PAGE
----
The wife is a 99% city driver and makes oil level and plenty of it. So, this properly engineering and running engine needs me to take it on 1 of my highway commutes every couple weeks to remove that pint-quart of fuel... Highways here run 80mph+ in a 70mph zone and 1 trip drops the oil level drastically and it isn't oil consumption.

I'd wager the negligent owners, short trippers, cheap fuel or oil users, and hypermilers... will have more issues than someone that overmaintains the vehicle with quality fuel/lubes and drives with some enthusiasm.
Every COLD engine will leak fuel past the rings....I'm talking winter cold. -15 to 25 celcius.
I short trip all the time....j would rather remove and add good new oil every month or two.
Its much easier than getting underneath.

Really its down to driving style and environment.
At -25 no amount of speeding driving will burn off the fuel that accumulated.

In regards to your octane comment.
Here 87 is 10% ethanol. The 91 is ethanol free.

Speaking to other drivers they noticed a reduced amount of fuel in their oil using 91.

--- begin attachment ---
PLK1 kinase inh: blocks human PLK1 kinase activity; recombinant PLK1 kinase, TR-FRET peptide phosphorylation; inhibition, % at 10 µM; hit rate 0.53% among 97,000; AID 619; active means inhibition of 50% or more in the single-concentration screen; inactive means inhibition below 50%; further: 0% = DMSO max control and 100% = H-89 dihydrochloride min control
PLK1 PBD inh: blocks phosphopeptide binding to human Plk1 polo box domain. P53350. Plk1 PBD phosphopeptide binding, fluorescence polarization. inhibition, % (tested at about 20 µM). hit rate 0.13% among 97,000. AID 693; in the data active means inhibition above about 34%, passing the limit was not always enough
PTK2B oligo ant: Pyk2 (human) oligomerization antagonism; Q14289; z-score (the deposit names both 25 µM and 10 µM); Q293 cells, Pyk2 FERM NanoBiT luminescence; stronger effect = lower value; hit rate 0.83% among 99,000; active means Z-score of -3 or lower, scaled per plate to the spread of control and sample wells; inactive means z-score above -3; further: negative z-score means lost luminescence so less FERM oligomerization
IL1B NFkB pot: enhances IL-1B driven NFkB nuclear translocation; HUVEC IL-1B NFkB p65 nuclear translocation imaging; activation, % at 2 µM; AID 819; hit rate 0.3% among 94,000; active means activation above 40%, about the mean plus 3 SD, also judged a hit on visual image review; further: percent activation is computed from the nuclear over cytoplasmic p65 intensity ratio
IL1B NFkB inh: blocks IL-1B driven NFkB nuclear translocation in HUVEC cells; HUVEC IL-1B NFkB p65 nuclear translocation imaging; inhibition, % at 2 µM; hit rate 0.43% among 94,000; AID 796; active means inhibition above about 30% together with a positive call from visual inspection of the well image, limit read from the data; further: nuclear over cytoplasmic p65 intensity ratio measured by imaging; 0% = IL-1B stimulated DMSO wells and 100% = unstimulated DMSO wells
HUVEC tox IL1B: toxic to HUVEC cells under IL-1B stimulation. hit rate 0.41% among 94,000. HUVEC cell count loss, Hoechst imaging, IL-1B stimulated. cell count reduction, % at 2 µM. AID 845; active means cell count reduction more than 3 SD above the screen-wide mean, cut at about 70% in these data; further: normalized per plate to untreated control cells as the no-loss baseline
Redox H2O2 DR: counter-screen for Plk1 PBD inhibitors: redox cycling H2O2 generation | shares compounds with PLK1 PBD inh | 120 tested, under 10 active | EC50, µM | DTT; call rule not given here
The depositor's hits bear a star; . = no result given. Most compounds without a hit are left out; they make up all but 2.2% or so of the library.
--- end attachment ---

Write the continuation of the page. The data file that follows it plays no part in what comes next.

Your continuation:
I have not tried it.

Some of us can not avoid excessive short trips because of where we live and our lifestyles.
 

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Fraudster.

Try doing the math. The amount of unburnt fuel is nearly 5 gallon to travel 666 miles using 33 gallon of fuel. The engineering, combustion chemistry and leak down cannot support the mono-directional flow pass the piston rings.

Most people report high oil consumption when piston rings wear out. This fraudster is reporting fuel from 1/14.8 AF flooding into his crankcase increasing the oil and causing the oil to thin.

Fraud
5% of 5 quarts is 250mls of unburnt fuel in the crankcase.
Not sure where your 5 gallons comes from...........
 

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General Motors Parts Catalog show picture of PVC location for PN 1255594 on your 2004 Chevrolet Colorado 3.5.

PVC have been a requirement by Federal Law since 1960’s. It was one of the first emission control devices. Car manufacturers adopted this technology because pulling a partial vacuum increased horse power Too.
REPEAT
Not sure where you got that part number from. Care to show me a web-link to that part number?
There is no PCV valve for the 2004 Chevrolet Colorado 3.5 .... simply a hose running from the valve cover to the resonator box.

Genuinegmparts.com says..... Oops! We couldn't find any results for PN 1255594